Consuming fire: Maybe not what you think

A consuming fire?

I have been pondering these two scriptures this morning. They seem to go together.

 “Since we are receiving a kingdom that cannot be shaken, let us be thankful, and so worship God acceptably with reverence and awe, for our “God is a consuming fire.” (Hebrews 12:28-9)

 “Now Moses was tending the flock of Jethro his father-in-law, the priest of Midian, and he led the flock to the far side of the desert and came to Horeb, the mountain of God. There the angel of the LORD appeared to him in flames of fire from within a bush. Moses saw that though the bush was on fire it did not burn up. So Moses thought, “I will go over and see this strange sight—why the bush does not burn up.”

            When the LORD saw that he had gone over to look, God called to him from within the bush, “Moses! Moses!”
            And Moses said, “Here I am.”
 (Exodus 3:1-4)

Our God is like fire.

  • He burns for goodness and beauty.
  • He burns against the corruption of his creation.
  • He burns without consuming the bush, and burns in us to fire our imagination and unshakeable hope.
  • He burns to consume his enemies and cleanse the situation for new creation.

So I think there is a good way to be “consumed” and a reason to avoid it.

not consumed

Wary of being consumed

The Christians I hang with are wary of being consumed. I think they have a large-context reason to be wary and a smaller-context one, both of which are well-taken.

The big reason they have become afraid they will be consumed is because they live in consumer culture where it has become one’s civic duty to figure out how to buy a Chrysler. This morning, for instance, I decided to actually look at my copious spam email, sent to get some little bit of my buying power and hopefully get my name on a list for future endless attacks. “Sasha” was offering me pictures of herself. “Mohammed Townsand” was offering Viagra. “Mrs. Mariam Coleman” was offering a donation of $2.8 million dollars from her Kuwaiti Christian husband’s estate. “Evelina Inge” offered me access to the #1 internet drugstore. Those were the highlights, likely to be repeated tomorrow. We are invaded with so many predatory demands to consume, it is no wonder we have developed some thick armor.

The second, more localized, reason to be wary of being consumed is that church structures are often big ideas promoted by aggressive leaders that need troops of drones to perform the duties associated with them. The “mega-church” model for church is modeled on the shopping small, in which everyone can find a place for their self-interest to be satisfied. Producing a Christian mall takes an army of dedicated “needs”-meeters. So one can have a demanding job for 60 hours a week and then be asked to have another one in your spare time and call it being the church. The church is so adapted to consumer capitalism in our country that everyone in it is required to produce some product for further consumers to consume. So everyone just keeps getting consumed.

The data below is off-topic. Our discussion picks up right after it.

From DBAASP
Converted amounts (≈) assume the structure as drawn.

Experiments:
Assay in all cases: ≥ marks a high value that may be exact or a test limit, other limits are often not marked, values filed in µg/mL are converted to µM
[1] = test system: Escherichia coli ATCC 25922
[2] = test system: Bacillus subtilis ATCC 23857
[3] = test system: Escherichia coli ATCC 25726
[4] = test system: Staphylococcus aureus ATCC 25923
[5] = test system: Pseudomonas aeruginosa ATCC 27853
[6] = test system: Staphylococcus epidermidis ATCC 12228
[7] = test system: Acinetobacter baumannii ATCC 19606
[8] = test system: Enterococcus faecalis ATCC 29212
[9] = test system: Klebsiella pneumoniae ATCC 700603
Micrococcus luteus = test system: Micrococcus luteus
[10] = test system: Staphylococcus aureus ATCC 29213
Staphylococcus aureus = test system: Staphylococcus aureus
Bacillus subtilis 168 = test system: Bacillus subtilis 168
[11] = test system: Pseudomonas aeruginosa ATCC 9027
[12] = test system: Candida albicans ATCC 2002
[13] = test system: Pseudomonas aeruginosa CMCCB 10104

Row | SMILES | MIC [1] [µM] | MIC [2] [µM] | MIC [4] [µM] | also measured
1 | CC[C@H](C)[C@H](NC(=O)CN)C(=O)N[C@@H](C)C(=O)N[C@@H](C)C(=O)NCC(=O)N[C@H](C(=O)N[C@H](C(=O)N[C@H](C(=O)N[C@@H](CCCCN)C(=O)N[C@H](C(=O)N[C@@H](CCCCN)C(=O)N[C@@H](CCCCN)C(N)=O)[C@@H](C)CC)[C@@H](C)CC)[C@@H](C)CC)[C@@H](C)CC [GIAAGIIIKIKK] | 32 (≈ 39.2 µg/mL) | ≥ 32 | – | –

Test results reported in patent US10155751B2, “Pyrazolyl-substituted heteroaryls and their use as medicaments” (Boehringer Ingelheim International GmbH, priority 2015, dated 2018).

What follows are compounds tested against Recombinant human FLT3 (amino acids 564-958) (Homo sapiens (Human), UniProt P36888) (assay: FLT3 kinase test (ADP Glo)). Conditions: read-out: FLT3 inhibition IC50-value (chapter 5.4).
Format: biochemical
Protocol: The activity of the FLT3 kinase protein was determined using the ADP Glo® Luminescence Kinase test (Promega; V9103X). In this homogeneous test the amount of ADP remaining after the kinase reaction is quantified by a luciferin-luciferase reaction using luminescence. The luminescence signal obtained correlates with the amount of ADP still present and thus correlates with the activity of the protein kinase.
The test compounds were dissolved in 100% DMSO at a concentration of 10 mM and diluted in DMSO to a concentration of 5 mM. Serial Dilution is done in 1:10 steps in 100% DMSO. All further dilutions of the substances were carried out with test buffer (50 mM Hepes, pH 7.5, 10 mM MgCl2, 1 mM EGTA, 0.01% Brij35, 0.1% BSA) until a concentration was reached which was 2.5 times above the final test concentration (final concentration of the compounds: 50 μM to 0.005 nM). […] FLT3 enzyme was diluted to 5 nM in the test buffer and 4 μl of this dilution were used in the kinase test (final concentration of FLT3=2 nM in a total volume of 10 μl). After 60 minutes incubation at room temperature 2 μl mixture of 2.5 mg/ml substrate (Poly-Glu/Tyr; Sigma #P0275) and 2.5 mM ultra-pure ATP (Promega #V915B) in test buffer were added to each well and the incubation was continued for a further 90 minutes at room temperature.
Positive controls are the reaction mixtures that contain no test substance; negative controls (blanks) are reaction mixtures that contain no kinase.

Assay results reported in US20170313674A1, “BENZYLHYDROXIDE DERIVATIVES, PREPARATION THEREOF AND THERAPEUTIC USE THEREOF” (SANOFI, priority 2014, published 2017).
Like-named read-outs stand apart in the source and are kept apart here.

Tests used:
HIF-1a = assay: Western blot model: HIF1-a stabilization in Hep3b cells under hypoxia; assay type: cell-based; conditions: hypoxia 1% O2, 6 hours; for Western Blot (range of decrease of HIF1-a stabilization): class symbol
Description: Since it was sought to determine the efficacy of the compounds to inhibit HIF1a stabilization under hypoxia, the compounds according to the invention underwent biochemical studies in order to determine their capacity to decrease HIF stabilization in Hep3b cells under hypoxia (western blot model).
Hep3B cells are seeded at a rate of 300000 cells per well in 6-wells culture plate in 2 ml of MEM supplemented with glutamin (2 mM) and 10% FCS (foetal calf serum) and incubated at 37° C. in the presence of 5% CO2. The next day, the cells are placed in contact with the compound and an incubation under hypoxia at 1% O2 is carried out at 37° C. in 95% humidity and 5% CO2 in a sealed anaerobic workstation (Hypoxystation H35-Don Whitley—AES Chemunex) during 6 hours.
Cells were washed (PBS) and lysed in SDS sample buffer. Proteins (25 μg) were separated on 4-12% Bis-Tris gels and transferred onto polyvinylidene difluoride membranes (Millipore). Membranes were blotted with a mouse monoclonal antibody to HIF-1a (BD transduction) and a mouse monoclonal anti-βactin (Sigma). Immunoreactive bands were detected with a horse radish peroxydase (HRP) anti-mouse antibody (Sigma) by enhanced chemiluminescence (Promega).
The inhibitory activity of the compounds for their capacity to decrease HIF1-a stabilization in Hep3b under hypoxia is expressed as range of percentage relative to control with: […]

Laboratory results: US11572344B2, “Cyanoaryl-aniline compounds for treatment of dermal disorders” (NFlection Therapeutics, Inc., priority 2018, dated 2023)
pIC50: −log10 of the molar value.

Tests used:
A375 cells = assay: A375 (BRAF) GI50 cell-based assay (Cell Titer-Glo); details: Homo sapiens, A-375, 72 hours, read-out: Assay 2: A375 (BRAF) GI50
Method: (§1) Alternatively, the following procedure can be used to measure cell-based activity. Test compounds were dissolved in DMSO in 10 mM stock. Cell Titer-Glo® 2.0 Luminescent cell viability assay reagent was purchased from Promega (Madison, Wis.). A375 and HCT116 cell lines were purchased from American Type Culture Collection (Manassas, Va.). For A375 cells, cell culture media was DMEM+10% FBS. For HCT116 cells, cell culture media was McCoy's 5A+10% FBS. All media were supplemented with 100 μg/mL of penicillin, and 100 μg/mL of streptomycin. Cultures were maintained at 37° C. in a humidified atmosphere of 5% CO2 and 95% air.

We burn but are not consumed

There are good reasons to avoid being consumed. When a person enters the church with a shopping list of demands and looks at you like you are the sales clerk, a deeper conversation might be required before you automatically launch into trying to satisfy their desires. They do not have a God-given right to consume you. You are not a product. You are not a donation to their cause. People often have a general wrong idea about the world. If they apply it to you and you go with it, that doesn’t necessarily mean you are being nice.

On the other hand, the bush was on fire, but it was not consumed. We can be so aware of “having boundaries” that we also become unavailable for being on fire! We can get so we are wary of God consuming us. But when the Consuming Fire lights us up, we are not consumed. Much the contrary, the Fire behind creation shines through; we have more substance than what we previously thought of as substance. So when that same person comes at us thinking we are the Christian salesclerk who is supposed to have whatever product they need, we can call their name, by God’s grace (“Sasha, Sasha”), and be a connection with the One they really need.

If one is a burning bush because the Consuming Fire lives in her, please do not leave someone wandering in the foothills of Horeb. You will not be consumed if you offer someone the Lord. Even if they shake your tree or pick at the branches of your bush looking for what they don’t need, you’ll be OK. If we rely on the Lord, and not just our ability to produce the fruit someone thinks they’d like to eat while ignoring the fire calling their name, we’ll be OK. The Lord burns with His own goodness and it has become inexhaustibly available to us in Jesus.

3 thoughts on “Consuming fire: Maybe not what you think

  1. I think that this one verse is related to God’s consuming fire, too: Romans 12:20″BUT IF YOUR ENEMY IS HUNGRY, FEED HIM, AND IF HE IS THIRSTY, GIVE HIM A DRINK; FOR IN SO DOING YOU WILL HEAP BURNING COALS ON HIS HEAD.” This isn’t vengeful. A redemptive action is an opportunity for an enemy to come into direct contact with the consuming fire of God and to potentially receive the Pentecost “on his head”.

  2. I mean more to say that “By the grace of God, we are NOT consumed” by the Consuming Fire, or by others. We are priviliged to access inexhaustible fire as the beings we are. We may experience such a oneness with God that it seems that we are consumed, and our preoccupation with our love for him and his for us may consume our energies and devotion — this is good. But we are not God and he is not us — that is good, too.

  3. Thanks for sharing this, Rod. I appreciate the insight. I especially like the idea of not obsessing about our boundaries. The goal is not to be consumed by the World, but by God. Good word.

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